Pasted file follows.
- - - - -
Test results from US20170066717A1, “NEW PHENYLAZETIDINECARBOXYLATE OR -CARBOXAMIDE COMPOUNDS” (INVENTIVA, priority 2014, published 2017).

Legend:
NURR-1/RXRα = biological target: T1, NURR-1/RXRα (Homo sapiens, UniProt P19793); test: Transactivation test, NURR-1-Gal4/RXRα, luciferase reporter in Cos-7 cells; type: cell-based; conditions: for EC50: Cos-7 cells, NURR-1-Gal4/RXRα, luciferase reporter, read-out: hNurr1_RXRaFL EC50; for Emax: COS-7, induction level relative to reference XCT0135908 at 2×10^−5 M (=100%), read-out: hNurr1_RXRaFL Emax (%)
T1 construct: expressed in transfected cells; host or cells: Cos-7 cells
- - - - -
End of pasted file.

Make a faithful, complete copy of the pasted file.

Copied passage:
Test results from US20170066717A1, “NEW PHENYLAZETIDINECARBOXYLATE OR -CARBOXAMIDE COMPOUNDS” (INVENTIVA, priority 2014, published 2017).

Legend:
NURR-1/RXRα = biological target: T1, NURR-1/RXRα (Homo sapiens, UniProt P19793); test: Transactivation test, NURR-1-Gal4/RXRα, luciferase reporter in Cos-7 cells; type: cell-based; conditions: for EC50: Cos-7 cells, NURR-1-Gal4/RXRα, luciferase reporter, read-out: hNurr1_RXRaFL EC50; for Emax: COS-7, induction level relative to reference XCT0135908 at 2×10^−5 M (=100%), read-out: hNurr1_RXRaFL Emax (%)
T1 construct: expressed in transfected cells; host or cells: Cos-7 cells